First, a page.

Spirit of game was breached in Sydney: Kirsten
Indian coach Gary Kirsten says that the feud between India and Australia is not good for the game's health.Updated: Jan 14, 2008 03:52 IST
India coach Gary Kirsten believes spirit of the game was violated in the acrimonious Sydney Test and welcomed Monday's 'cool-off' session involving rival captains Anil Kumble and Ricky Ponting.
Kirsten, who joined the Indian team here as a consultant, said he was pained by the entire saga. "The spirit was breached and I'm not sitting on the fence. The game doesn't need two nations saying I was right," Kirsten told Cricinfo.
Kirsten, who would become India's head coach from March 1, refused to take sides and said the feud between two major cricket playing nations was not good for the game's health.
"One needs to be careful. I got to look at this thing objectively. I got to be very careful in what I say. To me it's sad what's going on.
"I'm looking at it objectively because I wasn't in the heat of the battle. May be I'll have a different perspective if I was in the heat of battle saying India were unfairly treated and there were comments made, but the way it's going is not good for the game at the moment," he said.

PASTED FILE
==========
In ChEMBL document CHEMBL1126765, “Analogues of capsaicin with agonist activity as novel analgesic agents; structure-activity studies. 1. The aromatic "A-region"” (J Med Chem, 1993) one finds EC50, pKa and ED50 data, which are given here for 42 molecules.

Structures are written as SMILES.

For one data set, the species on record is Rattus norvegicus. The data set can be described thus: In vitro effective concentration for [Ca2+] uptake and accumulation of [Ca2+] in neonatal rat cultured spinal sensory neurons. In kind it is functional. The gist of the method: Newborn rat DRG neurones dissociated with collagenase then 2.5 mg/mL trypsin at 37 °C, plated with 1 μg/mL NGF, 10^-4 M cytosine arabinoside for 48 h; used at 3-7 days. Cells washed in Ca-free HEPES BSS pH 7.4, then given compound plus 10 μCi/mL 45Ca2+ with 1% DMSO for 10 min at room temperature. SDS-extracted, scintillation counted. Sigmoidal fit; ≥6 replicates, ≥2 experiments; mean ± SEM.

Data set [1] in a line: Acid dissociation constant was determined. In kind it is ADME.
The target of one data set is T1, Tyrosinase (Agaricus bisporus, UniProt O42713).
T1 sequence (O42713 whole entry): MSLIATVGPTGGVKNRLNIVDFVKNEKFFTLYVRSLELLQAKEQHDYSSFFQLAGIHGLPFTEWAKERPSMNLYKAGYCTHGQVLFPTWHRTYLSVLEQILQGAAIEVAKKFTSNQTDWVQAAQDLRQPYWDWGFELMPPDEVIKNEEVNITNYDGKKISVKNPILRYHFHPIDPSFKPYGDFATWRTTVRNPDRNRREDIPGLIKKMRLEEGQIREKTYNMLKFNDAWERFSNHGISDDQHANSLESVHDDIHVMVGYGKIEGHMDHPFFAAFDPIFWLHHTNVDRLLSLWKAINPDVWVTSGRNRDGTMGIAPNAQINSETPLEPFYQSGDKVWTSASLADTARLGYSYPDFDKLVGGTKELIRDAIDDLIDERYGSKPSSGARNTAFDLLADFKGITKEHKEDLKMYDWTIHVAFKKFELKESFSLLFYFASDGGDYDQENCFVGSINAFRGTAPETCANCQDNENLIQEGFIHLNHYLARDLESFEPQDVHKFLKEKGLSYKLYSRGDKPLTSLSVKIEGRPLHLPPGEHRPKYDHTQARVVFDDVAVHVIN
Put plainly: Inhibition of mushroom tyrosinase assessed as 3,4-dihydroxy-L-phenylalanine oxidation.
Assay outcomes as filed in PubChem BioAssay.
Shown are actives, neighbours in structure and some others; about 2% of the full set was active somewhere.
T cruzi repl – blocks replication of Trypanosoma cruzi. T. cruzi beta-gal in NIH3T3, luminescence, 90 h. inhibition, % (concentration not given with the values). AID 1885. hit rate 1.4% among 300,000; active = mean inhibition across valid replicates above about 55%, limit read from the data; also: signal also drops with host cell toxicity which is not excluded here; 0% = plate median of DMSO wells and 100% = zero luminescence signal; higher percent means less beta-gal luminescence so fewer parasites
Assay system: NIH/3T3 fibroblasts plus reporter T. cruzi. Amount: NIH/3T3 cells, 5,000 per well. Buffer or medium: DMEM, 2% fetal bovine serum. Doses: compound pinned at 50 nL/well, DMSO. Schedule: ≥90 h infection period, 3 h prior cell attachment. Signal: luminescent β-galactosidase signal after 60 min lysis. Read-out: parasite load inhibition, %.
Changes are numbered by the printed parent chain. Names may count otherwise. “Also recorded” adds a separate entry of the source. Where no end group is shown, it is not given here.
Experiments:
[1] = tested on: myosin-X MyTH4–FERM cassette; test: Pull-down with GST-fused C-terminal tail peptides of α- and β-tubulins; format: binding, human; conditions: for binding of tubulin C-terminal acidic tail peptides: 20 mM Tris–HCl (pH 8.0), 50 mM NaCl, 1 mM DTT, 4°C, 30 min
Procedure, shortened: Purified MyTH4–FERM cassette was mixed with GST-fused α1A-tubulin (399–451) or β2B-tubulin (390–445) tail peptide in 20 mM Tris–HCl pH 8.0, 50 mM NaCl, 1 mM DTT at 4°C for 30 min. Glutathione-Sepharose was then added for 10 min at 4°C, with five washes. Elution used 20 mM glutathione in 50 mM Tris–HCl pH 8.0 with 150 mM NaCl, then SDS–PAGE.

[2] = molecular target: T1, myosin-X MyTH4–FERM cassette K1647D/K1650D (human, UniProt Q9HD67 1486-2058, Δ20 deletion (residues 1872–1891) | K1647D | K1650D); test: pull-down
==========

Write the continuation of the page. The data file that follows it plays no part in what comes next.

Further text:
The South African, however, believes that the meeting between Kumble and Ponting was the best way to resolve the issue.
"I read that Ricky Ponting and Anil Kumble are meeting up and that is very good. They need to sit down with the players and tell them that, 'Listen, we are the custodians of the game at the moment and we've got to make sure that we uphold this game and the passion with it should be played'," Kirsten said.
ICC chief referee Ranjan Madugalle, who has been appointed facilitator to ease the tensions, has requested both Kumble and Ponting to attend a 'cool-off' session in Perth on Monday.
Kirsten said the line had been overstepped on a number of occasions in Sydney and both teams now should have a fresh approach to the remainder of the series.
"No individual is greater than the game. These are two great cricket nations that as players they need to stand up and say this is the way we are going to go about our business now.
"I don't think for one minute that takes away the aggressiveness and competitiveness with which you should play the game. I think there has been an overstepping of the mark and once players breach that anything can happen," he said.